Cre­at­ing value - the top goal of ev­ery ex­ec­u­tive

Asian Journal - - WORLD - Ea­monn Percy

the CEO lacks a clear vi­sion and is un­able, or un­will­ing, to ar­tic­u­late the clear vi­sion on a reg­u­lar ba­sis. As an ex­ec­u­tive, if your over arch­ing fo­cus is not to cre­ate value, then what is it? Yes, lead­er­ship is im­por­tant, com­mu­ni­cat­ing is im­por­tant and help­ing build great prod­ucts and ser­vices that wow the cus­tomers are im­por­tant as well. But those are all a means to an end. And the end is cre­at­ing great value for the cus­tomers, share­hold­ers and em­ploy­ees, that builds and sus­tains and great busi­ness.

Ben Franklin fa­mously started each day by ask­ing him­self the same ques­tion, “What good can I do to­day?”. I think many ex­ec­u­tives would be well served by ask­ing them­selves the corol­lary ques­tion, “What value can I cre­ate to­day?”. This sim­ple ques­tion will fo­cus the mind on what is most im­por­tant and en­able the ex­ec­u­tive to con­tribute in a more mean­ing­ful way, while mak­ing him­self, and those around him, stronger and more im­pact­ful.

Here is the best way to make value cre­ation your top goal as an ex­ec­u­tive, man­ager or en­tre­pre­neur:

• Un­der­stand what con­sists of high value in your com­pany, as it varies wildly by com­pany and sec­tor. For in­stance, tech­nol­ogy com­pa­nies tend to value in­no­va­tion and new prod­ucts and ser­vices devel­op­ment, while a more es­tab­lished com­pany may value the de­liv­ery of those prod­ucts and ser­vices in a cost ef­fec­tive man­ner. • Move into func­tions of the com­pany that have the high­est op­por­tu­nity for value cre­ation, which gen­er­ally are line or op­er­a­tional roles, and not staff or ad­min­is­tra­tive roles.

• Un­der­stand the strate­gic di­rec­tion of the com­pany as ar­tic­u­lated by the CEO, and de­ter­mine what you can do to sup­port cre­at­ing value in the achieve­ment of the strate­gic goals. Look to be a prob­lem solver, not a prob­lem cre­ator.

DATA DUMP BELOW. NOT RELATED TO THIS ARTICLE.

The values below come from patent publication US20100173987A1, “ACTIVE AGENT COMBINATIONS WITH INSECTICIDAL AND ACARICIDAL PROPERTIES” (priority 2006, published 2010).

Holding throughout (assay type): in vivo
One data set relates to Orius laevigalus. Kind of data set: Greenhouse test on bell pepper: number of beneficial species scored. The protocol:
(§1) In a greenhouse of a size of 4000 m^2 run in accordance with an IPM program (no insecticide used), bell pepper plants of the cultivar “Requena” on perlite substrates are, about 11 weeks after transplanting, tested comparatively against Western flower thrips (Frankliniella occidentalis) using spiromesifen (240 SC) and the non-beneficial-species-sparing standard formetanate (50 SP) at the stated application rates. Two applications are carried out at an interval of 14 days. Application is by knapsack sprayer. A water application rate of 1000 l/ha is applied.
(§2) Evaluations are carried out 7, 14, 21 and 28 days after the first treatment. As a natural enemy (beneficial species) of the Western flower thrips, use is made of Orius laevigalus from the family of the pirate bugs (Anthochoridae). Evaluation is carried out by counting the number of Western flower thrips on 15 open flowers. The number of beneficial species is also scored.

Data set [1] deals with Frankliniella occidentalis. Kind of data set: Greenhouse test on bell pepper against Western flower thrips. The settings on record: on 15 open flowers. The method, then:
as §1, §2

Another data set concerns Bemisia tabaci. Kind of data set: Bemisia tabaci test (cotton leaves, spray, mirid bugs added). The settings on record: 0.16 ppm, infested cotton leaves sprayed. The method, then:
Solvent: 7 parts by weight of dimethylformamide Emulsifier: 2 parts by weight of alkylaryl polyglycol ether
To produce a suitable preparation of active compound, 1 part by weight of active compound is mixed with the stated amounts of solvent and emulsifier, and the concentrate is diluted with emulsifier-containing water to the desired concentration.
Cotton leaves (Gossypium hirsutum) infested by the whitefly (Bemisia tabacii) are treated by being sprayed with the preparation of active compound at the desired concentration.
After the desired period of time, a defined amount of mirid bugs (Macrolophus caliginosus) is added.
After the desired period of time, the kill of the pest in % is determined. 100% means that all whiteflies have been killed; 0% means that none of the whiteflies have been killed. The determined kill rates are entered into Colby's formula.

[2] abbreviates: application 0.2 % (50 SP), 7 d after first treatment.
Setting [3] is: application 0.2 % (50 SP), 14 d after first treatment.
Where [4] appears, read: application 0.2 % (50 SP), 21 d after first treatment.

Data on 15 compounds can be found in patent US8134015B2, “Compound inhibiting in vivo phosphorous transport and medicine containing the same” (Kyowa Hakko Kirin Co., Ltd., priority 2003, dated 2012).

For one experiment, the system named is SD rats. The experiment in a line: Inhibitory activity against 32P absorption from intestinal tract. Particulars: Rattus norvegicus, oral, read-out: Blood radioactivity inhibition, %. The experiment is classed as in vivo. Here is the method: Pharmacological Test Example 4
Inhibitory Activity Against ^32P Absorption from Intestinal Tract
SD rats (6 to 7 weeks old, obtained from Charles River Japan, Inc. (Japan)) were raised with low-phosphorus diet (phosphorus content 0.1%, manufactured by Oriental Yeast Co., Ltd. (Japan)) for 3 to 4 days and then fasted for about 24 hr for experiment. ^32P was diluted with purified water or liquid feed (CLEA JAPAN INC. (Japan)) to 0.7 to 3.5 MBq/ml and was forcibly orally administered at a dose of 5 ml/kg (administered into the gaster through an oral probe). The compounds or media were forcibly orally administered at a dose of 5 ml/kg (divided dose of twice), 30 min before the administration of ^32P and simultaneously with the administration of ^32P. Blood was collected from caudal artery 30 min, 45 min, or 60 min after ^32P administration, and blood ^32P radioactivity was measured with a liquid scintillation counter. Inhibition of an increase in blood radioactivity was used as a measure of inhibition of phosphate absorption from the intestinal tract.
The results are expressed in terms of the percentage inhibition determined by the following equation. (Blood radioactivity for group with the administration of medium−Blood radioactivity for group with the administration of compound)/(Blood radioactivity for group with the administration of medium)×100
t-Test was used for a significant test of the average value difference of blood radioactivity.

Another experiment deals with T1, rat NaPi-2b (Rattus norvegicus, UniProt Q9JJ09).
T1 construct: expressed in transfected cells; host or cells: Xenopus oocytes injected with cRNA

• Be cre­ative in the devel­op­ment of new ideas and in solv­ing prob­lems, as of­ten sig­nif­i­cant value is cre­ated by do­ing old things in new ways. • Fi­nally, ask your­self what value can be cre­ated by NOT do­ing cer­tain ac­tiv­i­ties and by re­de­ploy­ing re­sources to more promis­ing op­por­tu­ni­ties, as of­ten the great­est value can be cre­ated when we re­fo­cus our en­ergy on pur­suits of high­est and best use. I took my ca­reer from the shop floor to the board room largely on this prin­ci­ple (though sup­ported by a heavy dose of skill en­hance­ment and hard work) and know it to be ex­tremely pow­er­ful for any­one aspiring to a lead­er­ship role. I know that given enough time and enough sus­tained ef­fort, a fo­cus on value cre­ation will even­tu­ally pay div­i­dends and en­able both you and the com­pany, to reap sub­stan­tial re­wards.

Ea­monn has a B. Eng. (Elec­tri­cal) from Lake­head Univer­sity, MBA (Fi­nance) from Univer­sity of Toronto, and has com­pleted Ex­ec­u­tive Ed­u­ca­tion at Stan­ford Univer­sity Grad­u­ate School of Busi­ness. He lives in Van­cou­ver, Canada. Fol­low him on twit­ter @ Ea­mon­npercy.

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